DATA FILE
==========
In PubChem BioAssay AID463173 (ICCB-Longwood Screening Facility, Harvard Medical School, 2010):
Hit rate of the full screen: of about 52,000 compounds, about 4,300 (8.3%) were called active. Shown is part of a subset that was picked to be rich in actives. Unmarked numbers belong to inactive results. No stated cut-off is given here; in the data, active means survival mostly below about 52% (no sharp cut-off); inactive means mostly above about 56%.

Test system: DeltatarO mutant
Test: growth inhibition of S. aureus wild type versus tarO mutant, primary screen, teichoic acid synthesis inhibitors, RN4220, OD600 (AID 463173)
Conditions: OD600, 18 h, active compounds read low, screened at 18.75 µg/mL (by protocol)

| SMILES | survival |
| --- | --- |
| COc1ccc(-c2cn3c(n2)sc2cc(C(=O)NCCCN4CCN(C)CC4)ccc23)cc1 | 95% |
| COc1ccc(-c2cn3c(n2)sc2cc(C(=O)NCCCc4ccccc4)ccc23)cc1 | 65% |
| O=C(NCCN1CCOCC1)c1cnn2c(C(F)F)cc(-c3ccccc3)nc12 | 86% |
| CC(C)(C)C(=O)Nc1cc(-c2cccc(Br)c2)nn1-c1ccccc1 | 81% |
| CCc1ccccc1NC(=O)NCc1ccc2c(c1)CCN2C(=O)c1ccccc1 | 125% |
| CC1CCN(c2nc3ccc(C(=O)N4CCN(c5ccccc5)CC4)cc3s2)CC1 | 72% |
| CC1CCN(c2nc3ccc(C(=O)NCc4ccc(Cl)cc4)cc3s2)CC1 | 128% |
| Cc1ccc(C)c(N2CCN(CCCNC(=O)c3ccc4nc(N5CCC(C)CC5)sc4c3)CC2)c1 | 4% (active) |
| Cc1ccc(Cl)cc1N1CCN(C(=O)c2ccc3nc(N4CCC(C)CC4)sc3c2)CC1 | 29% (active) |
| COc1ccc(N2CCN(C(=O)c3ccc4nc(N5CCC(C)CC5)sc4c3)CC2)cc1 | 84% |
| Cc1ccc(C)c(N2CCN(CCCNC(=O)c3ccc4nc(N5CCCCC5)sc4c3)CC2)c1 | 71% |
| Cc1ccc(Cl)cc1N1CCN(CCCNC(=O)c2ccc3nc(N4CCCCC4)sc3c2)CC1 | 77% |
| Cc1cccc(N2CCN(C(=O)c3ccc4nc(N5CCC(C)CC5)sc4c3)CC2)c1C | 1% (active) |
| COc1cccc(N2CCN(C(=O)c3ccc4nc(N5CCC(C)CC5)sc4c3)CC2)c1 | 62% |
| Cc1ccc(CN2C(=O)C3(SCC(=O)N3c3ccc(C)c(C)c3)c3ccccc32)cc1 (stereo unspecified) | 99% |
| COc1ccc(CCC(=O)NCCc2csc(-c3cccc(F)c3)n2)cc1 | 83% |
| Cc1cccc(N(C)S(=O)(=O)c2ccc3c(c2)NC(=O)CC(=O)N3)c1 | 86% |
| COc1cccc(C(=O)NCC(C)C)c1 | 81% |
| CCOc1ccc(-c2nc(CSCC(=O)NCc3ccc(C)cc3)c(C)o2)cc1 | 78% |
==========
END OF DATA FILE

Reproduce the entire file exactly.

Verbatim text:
In PubChem BioAssay AID463173 (ICCB-Longwood Screening Facility, Harvard Medical School, 2010):
Hit rate of the full screen: of about 52,000 compounds, about 4,300 (8.3%) were called active. Shown is part of a subset that was picked to be rich in actives. Unmarked numbers belong to inactive results. No stated cut-off is given here; in the data, active means survival mostly below about 52% (no sharp cut-off); inactive means mostly above about 56%.

Test system: DeltatarO mutant
Test: growth inhibition of S. aureus wild type versus tarO mutant, primary screen, teichoic acid synthesis inhibitors, RN4220, OD600 (AID 463173)
Conditions: OD600, 18 h, active compounds read low, screened at 18.75 µg/mL (by protocol)

| SMILES | survival |
| --- | --- |
| COc1ccc(-c2cn3c(n2)sc2cc(C(=O)NCCCN4CCN(C)CC4)ccc23)cc1 | 95% |
| COc1ccc(-c2cn3c(n2)sc2cc(C(=O)NCCCc4ccccc4)ccc23)cc1 | 65% |
| O=C(NCCN1CCOCC1)c1cnn2c(C(F)F)cc(-c3ccccc3)nc12 | 86% |
| CC(C)(C)C(=O)Nc1cc(-c2cccc(Br)c2)nn1-c1ccccc1 | 81% |
| CCc1ccccc1NC(=O)NCc1ccc2c(c1)CCN2C(=O)c1ccccc1 | 125% |
| CC1CCN(c2nc3ccc(C(=O)N4CCN(c5ccccc5)CC4)cc3s2)CC1 | 72% |
| CC1CCN(c2nc3ccc(C(=O)NCc4ccc(Cl)cc4)cc3s2)CC1 | 128% |
| Cc1ccc(C)c(N2CCN(CCCNC(=O)c3ccc4nc(N5CCC(C)CC5)sc4c3)CC2)c1 | 4% (active) |
| Cc1ccc(Cl)cc1N1CCN(C(=O)c2ccc3nc(N4CCC(C)CC4)sc3c2)CC1 | 29% (active) |
| COc1ccc(N2CCN(C(=O)c3ccc4nc(N5CCC(C)CC5)sc4c3)CC2)cc1 | 84% |
| Cc1ccc(C)c(N2CCN(CCCNC(=O)c3ccc4nc(N5CCCCC5)sc4c3)CC2)c1 | 71% |
| Cc1ccc(Cl)cc1N1CCN(CCCNC(=O)c2ccc3nc(N4CCCCC4)sc3c2)CC1 | 77% |
| Cc1cccc(N2CCN(C(=O)c3ccc4nc(N5CCC(C)CC5)sc4c3)CC2)c1C | 1% (active) |
| COc1cccc(N2CCN(C(=O)c3ccc4nc(N5CCC(C)CC5)sc4c3)CC2)c1 | 62% |
| Cc1ccc(CN2C(=O)C3(SCC(=O)N3c3ccc(C)c(C)c3)c3ccccc32)cc1 (stereo unspecified) | 99% |
| COc1ccc(CCC(=O)NCCc2csc(-c3cccc(F)c3)n2)cc1 | 83% |
| Cc1cccc(N(C)S(=O)(=O)c2ccc3c(c2)NC(=O)CC(=O)N3)c1 | 86% |
| COc1cccc(C(=O)NCC(C)C)c1 | 81% |
| CCOc1ccc(-c2nc(CSCC(=O)NCc3ccc(C)cc3)c(C)o2)cc1 | 78% |